Staub Ceramic Mini Cocotte Set
Staub stoneware bakers distribute and hold heat gently and won't absorb moisture, so foods bake to a moist, tender, golden finish without drying out. And you can take them from freezer to oven to table with ease. These covered mini cocottes are perfect for individual servings of potpies, soups, baked desserts and more.
- Made of stoneware with a vitreous glass porcelain enamel finish.
- Stoneware will not absorb moisture, diffuses heat gently and retains heat exceptionally well.
- Superior thermal shock resistance, so cocottes can go directly from refrigerator to an oven or microwave, then out to the table for serving.
- Finish resists scratches and stains and is easy to clean.
- Oven, broiler, microwave, freezer and dishwasher safe.
- Includes lids.
- Colors coordinate with Staub cast-iron cookware.
- Set of three.
- Dimensions & More Info
- 4" diam., 2" high; 8-oz. cap.
- Made in China.
- Use & Care
- Oven safe to 572ºF.
- Broiler, microwave, freezer and dishwasher safe.
- To avoid thermal shock, do not transfer directly from freezer to a hot oven; instead, place frozen dish in a room-temperature oven and bring both to temperature at the same time.
- Use wood, plastic or heat-resistant nylon tools to avoid scratching the enamel surface.
- Enamel can chip or crack if dropped or banged on hard surface.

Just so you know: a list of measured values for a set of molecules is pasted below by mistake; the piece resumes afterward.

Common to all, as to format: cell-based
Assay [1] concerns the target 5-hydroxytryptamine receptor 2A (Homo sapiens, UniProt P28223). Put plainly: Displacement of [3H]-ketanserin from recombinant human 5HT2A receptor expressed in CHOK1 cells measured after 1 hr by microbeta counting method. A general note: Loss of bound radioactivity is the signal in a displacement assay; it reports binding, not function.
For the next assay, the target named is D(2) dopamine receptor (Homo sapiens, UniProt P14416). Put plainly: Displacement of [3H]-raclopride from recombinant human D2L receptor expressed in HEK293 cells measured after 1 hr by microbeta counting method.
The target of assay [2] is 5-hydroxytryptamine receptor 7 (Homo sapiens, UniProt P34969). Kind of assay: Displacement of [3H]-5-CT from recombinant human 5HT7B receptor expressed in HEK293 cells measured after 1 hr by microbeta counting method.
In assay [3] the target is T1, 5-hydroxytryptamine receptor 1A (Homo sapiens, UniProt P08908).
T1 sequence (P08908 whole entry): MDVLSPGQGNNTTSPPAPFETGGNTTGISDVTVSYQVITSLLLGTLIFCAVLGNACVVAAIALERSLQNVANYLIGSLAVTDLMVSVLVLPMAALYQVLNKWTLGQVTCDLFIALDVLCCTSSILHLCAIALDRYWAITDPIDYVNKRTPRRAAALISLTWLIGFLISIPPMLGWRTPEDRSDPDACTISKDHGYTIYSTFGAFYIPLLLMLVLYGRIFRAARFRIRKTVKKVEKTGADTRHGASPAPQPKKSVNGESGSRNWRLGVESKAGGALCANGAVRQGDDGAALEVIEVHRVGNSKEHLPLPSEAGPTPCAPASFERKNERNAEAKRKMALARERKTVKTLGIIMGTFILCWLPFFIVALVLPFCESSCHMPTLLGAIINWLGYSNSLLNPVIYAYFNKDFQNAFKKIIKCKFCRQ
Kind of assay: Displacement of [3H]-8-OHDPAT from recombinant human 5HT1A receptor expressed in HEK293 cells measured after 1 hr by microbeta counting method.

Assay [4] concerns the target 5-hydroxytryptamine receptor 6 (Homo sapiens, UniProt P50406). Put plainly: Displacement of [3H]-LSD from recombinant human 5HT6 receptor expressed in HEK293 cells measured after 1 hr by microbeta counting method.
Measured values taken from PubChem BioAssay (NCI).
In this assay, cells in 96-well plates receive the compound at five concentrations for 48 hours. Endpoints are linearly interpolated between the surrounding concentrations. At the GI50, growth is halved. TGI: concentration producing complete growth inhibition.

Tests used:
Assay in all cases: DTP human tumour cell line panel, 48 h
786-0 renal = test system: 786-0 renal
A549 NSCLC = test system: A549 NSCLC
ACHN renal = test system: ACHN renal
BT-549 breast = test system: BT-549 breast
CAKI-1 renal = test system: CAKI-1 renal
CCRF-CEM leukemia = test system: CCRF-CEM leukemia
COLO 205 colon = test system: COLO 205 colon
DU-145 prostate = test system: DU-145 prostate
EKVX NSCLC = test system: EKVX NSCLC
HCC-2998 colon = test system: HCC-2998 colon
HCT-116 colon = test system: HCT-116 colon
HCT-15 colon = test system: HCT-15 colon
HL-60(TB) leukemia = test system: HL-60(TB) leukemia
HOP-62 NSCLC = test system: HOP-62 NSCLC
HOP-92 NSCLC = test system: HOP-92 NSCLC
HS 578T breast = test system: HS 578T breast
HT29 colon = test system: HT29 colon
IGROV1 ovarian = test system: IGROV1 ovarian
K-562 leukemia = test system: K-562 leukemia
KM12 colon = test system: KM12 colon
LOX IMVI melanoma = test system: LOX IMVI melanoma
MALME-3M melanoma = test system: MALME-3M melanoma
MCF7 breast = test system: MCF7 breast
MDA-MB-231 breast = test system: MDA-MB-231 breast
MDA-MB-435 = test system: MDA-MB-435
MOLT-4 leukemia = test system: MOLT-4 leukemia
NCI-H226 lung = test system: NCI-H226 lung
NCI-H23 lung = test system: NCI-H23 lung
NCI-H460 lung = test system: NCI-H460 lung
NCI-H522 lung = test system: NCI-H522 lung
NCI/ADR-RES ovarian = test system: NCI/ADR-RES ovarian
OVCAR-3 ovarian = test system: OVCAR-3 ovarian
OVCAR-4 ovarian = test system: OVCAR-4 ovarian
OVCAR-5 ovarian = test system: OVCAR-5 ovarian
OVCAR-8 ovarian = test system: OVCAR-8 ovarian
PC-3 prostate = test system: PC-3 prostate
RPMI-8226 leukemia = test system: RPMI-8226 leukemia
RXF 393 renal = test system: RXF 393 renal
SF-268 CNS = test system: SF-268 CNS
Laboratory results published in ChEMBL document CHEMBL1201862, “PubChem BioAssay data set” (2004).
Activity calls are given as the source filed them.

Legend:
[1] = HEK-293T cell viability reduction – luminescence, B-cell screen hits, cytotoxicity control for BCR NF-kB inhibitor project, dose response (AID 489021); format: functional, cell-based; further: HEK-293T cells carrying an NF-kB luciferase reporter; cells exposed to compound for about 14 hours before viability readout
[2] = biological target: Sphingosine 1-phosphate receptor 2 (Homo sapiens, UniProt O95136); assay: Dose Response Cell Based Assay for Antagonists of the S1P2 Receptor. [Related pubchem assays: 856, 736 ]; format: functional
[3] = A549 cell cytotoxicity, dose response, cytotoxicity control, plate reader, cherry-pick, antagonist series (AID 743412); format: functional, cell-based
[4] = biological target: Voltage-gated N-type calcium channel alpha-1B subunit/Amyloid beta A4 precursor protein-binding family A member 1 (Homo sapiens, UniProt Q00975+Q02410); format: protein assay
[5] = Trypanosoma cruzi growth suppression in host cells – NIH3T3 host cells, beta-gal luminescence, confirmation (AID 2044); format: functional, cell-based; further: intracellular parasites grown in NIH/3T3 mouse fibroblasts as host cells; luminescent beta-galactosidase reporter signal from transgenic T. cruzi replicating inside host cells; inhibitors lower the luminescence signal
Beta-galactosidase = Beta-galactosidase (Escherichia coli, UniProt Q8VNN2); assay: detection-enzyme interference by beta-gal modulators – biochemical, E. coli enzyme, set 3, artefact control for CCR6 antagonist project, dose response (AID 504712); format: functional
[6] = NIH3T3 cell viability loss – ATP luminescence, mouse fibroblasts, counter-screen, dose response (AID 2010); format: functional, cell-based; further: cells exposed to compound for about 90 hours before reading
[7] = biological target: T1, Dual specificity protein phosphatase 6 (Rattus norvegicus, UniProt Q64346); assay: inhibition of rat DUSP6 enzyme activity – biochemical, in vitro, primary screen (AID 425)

- Do not use on stovetop or any other direct heat source.
- Allow to cool before washing.
- Dishwasher safe.
- Avoid using steel wool, steel scouring pads, harsh detergents or abrasive cleansers.
- Stubborn food residue and stains can be removed with a nylon scrubbing pad or sponge.
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- More about Staub
Staub traces its origin to the Alsace region of France, where founder Francis Staub designed his first enameled pot while working in an old French artillery factory in 1974. With the goal of creating the perfect pot for cooking the region’s traditional hearty soups, stews and braises, he combined cast iron, the most popular material of the time, with the latest enameling technology available. Today, Staub still makes its cookware at a traditional atelier in France, casting each pot in an individual sand mold, which is heated to 800°F and destroyed after use. The exterior enamel coating is made with glass powder and mineral pigments, applied in two or three coats to generate brilliant glossy colors.
Rated 5 out of 5 by Leslie from Ramekins I just purchasing they are beautiful, plan on using them quite often because you can cook with them in the ovenDate published: 2017-02-13Rated 5 out of 5 by MrsWhit from Delightful and elegant I made a rich chive corn pudding in 12 of these for Thanksgiving- they made it to the table hot and because they retain heat, made serving simple. Great to cook in smaller bakers as there's more crusty-edged goodness to go around, and no one needs a ton of that rich food- just the right amount. And of course, they elevate the presentation of anything from french onion soup to beans. I've seen some great and simple egg dishes for brunches as well. Used frequently.Date published: 2014-12-02